Rivalry Week

Canadian Classique arrives at crucial time for Toronto FC, CF Montréal


“As a coach, I've got to believe my players and support and back my players.”

Whatever your view on what happened or didn’t happen in and around Toronto FC’s two ill-tempered matches vs. New York City FC this season, set it aside for a moment and consider those words from TFC head coach John Herdman during a media availability this week ahead of Saturday's Canadian Classique between Toronto vs. CF Montréal as part of Rivalry Week presented by Continental Tire (7:30 pm ET | MLS Season Pass).

The precise events of the scuffles between TFC and NYCFC, the latter of which unfolded at BMO Field last Saturday, are reportedly now under investigation and may take some time to unspool. What matters most for our purposes is what Herdman’s response to the contretemps says about how he constructs and motivates a group.

The Herdman method

The Englishman goes to great lengths to build culture. He’ll be making certain TFC’s players know they’re part of a sturdy collective where unity, loyalty and commitment are core values, whatever the outside world sends in their direction. After all, this is a coach who did exactly that with the Canadian men’s national team to elevate that program to unprecedented heights, finishing tops in Concacaf’s Octagonal qualifying round as they ended a 36-year World Cup drought.

Those lengths included commissioning a medieval broadsword emblazoned with the team’s mission (“Qatar 2022”) and slogan, and carrying it many thousands of miles across their long, winding road through qualification. The CanMNT would plant the sword in the turf at midfield of every stadium they played in, with the notable exception of Costa Rica, where customs officials did not allow it to enter the country in time to be deployed at San Jose’s Estadio Nacional, and Los Ticos edged Les Rouges 1-0, one of only two defeats in a 14W-2L-4D overall qualifying record.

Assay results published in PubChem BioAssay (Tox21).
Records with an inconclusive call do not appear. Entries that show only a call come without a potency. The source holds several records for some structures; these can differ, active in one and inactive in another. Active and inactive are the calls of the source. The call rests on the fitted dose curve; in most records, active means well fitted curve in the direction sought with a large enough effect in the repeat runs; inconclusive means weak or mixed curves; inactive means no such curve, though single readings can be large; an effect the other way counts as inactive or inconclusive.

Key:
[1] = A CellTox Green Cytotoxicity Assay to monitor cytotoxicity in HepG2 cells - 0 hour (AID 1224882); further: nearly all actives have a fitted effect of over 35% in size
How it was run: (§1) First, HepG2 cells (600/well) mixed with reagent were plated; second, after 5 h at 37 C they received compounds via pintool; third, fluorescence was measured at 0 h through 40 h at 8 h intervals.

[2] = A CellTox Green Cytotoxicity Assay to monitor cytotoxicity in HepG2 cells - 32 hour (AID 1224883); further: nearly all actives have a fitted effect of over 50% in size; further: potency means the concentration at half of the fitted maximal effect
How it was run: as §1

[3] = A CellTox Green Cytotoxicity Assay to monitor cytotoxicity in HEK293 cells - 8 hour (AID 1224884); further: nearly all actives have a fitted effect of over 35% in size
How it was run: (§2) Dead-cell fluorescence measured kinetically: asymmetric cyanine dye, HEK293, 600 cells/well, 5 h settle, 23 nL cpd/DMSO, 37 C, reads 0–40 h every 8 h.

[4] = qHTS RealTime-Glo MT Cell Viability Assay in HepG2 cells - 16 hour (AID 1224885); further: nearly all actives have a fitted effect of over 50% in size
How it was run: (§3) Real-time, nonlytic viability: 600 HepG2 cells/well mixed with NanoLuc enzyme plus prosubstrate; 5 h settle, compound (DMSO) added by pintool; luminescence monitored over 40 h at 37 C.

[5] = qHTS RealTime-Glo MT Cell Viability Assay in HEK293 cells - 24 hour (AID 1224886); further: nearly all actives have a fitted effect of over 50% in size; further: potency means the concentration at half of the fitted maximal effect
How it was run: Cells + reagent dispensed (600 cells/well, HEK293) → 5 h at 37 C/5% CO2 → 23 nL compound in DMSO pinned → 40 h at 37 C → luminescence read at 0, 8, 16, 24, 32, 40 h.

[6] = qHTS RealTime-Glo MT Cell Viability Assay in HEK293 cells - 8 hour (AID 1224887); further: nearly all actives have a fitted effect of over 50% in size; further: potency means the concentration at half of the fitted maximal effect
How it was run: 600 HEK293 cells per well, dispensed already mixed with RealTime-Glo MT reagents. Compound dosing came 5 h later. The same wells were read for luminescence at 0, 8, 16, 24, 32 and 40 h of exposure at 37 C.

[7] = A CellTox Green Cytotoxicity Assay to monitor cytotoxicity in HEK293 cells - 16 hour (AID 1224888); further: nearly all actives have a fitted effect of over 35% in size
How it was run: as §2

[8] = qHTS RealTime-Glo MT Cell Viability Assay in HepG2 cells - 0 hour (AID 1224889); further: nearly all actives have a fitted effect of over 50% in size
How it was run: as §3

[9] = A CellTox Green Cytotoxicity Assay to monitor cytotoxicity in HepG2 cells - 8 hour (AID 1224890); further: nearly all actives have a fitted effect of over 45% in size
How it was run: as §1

“I said to these boys, we've always had a shield. But we created a sword and on the sword it says 'Nihil timendum est,' which is 'Fear Nothing' [in Latin],” explained Herdman when the blade’s existence went public. “That's New Canada. That's the swagger we want to play with. And it goes into every stadium to symbolize we'll own their ground and be New Canada.”

This is how Herdman builds his teams. Call it a siege mentality if you like; it generally works. So far he seems to be on a comparable course at TFC, who despite losing their last two matches sit above the playoff line in the Eastern Conference table at 6W-6W-1D, well ahead of the schedule most envisioned his rebuilding project taking.

Even when they’ve been shorthanded -- as they very much were in Wednesday’s 2-0 setback at Nashville SC and likely will remain as their deepest rivals hit town on Saturday -- they’ve mostly been dogged and difficult to beat.

Toronto have on balance been far more cohesive than the messy bunch that quarreled their way to a Wooden Spoon finish last year. Amid all the sound and fury currently swirling around them, they may still be considered favorites in this edition of the Canadian Classique, a truly underrated MLS derby that taps into a deep, centuries-old civic rivalry between Canada’s two biggest cities.